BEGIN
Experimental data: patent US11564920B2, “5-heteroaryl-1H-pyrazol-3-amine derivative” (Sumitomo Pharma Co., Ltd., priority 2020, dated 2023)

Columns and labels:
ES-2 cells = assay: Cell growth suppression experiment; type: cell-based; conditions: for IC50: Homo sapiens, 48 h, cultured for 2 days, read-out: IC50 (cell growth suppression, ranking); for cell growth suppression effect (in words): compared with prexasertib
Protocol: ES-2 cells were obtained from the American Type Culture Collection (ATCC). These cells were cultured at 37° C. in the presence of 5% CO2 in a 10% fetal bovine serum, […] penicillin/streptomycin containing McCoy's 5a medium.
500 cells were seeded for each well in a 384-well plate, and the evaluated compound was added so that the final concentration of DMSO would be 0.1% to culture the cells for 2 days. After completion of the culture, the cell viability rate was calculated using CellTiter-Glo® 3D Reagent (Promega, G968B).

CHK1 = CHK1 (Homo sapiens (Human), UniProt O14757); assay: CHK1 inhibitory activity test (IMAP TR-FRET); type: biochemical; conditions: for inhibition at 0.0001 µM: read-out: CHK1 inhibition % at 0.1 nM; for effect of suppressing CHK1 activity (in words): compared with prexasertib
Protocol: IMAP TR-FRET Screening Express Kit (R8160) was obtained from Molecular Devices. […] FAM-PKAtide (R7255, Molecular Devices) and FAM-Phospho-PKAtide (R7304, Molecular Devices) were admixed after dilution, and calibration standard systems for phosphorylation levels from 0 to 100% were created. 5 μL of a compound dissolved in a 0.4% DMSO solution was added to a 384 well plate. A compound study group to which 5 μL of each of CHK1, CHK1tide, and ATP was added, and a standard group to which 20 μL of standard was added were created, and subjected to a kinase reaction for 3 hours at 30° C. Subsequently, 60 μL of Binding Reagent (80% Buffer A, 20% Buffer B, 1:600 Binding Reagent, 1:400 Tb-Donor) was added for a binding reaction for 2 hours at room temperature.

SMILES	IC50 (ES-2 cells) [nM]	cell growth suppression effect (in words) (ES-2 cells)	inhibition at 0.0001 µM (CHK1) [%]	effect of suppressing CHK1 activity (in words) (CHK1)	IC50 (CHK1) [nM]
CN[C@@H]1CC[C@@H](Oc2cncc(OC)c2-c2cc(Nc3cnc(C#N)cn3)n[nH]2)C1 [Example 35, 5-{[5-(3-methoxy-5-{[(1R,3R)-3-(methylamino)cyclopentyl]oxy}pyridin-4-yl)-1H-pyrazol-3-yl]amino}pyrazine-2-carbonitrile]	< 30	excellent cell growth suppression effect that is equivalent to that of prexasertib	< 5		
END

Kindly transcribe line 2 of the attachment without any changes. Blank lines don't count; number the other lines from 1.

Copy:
Columns and labels: